It didn’t take us much time to reach Gairibas on arrival we checked into the rooms already booked on our onward journey to Sandakphu. Pema bid us adieu at this point, she informed that she would be going back to Gangtok on that very day. The spirit and tenacity of this lady from the hills was really admirable. If you visit Sandakphu do spend a night in Gairibas. No words of praise can be enough for the team who had chosen the location of the GT A of Gairibas. It was simply breath taking surrounded by lush greenery on all sides with the lulling sound of stream flowing close by. An added attraction of the place was the twittering and chirping of various species of birds flitting from tree to tree. It was just heavenly! The verandah in front of our room was a place where one could spend hours gazing at Nature’s splendour and being lulled by it. Lunch was served soon—it was simple but delicious veg meal.  After lunch we went up the road to the shop where our friend had forgotten his bag. He thanked the shopkeeper a number of times for the favour done to him. We all sat down for coffee in front of the shop and watched soldiers playing carrom in the army camp just opposite to the shop. It is very painful to think of the lonely life these soldiers have to put up with. Before evening could envelope the mountains we walked back to the trekkers hut. Since people go to bed early here we were served dinner at eight—for dinner we had very tender well cooked chicken with chappati. It was simple but mouth watering, the culinary skill of the cook was really commendable.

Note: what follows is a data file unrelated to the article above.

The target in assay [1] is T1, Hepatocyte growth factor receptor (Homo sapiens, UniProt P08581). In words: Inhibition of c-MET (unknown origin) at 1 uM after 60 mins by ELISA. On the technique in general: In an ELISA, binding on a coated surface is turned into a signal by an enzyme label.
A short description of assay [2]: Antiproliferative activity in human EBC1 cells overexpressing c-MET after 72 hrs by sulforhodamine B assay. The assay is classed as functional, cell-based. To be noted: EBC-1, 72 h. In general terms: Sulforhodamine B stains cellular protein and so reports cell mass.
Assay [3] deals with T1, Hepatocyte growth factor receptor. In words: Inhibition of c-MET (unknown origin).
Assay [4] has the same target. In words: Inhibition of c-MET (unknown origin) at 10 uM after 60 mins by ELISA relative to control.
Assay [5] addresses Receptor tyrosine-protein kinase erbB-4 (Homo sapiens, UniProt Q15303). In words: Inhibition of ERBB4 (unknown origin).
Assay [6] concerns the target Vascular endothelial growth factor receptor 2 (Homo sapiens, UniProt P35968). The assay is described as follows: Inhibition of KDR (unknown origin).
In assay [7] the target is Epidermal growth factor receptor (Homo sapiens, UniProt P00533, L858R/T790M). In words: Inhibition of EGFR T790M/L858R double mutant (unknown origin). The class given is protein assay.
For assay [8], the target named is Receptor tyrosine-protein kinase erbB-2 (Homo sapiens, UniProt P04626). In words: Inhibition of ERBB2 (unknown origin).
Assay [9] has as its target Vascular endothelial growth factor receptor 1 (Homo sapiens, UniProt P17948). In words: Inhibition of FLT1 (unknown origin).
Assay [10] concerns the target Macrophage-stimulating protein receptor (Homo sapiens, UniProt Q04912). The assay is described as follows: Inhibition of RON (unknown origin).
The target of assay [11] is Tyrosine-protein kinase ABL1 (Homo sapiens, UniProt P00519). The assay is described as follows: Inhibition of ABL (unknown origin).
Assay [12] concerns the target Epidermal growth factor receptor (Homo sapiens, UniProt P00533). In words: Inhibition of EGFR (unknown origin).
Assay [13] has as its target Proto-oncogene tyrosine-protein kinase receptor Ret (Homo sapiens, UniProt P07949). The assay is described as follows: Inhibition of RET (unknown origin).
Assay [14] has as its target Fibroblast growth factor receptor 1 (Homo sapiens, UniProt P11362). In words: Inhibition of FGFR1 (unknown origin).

The next morning we started for the last leg of journey, the lady supervisor arranged for a vehicle which would take us to Tumling where we had planned to stay for two days. Though Tumling was just 6 km away the driver demanded Rs.1000 and no amount of bargaining would make him budge from the quoted price. In Tumling we stayed at Shikhar Resort. This resort is run by a very gracious amiable and industrious lady Neela Gurung. It is actually a family business started by Neela and her brother, they had started with two rooms but now it has turned into a full fledged resort. One of our team members who had put up in this lodge way back in 2003 was all praise for the lady of the resort. She took personal care of her lodgers and was ably supported by her house keeping staff. The resort is well maintained, the entry to the resort has a small drawing room, a wooden staircase from the corner of the room leads to the upper floor which has a number of three and four bedded rooms, the cottages are named after different flowers. From some of the cottages near the dining room one can get a clear view of the mountain peaks on a clear day. The road to the resort from the main road is cobbled , this road leads to a small village down below. We had an excellent stay at Shikhar, food was served in buffet system, the dinner spread had an added attraction of sweet dish, to top it all  for snacks we were served crispy onion pakoras one evening and fried momos the next, never will I forget the taste of mouth watering momos. One evening a trekking team arranged a bonfire, there was singing and dancing and many trekkers participated in the masti. Since Tonglu was just 2 km away we decided to hike up to Tonglu. It is very difficult to remain unmoved by the all pervading magnanimity of Natures offering to mankind. As I walked up the road I absorbed the beauty of mountain side, home of various species of trees and ferns.

  All good things must come to an end and so did our trip. Before bidding farewell to Tumling we thanked Neela for her laudable effort in maintaining the resort and she promised us that the next time we visit Tumling she would provide us with a better room. Mountains are the place where you feel alive, it’s a much sought respite from the clamor of every day humdrum. As we travelled down the mountain I felt humbled that I have been born in a country which has the majestic and imposing Himalayas—the pinnacle of glory. My goblet of joy was full I felt revived and reborn.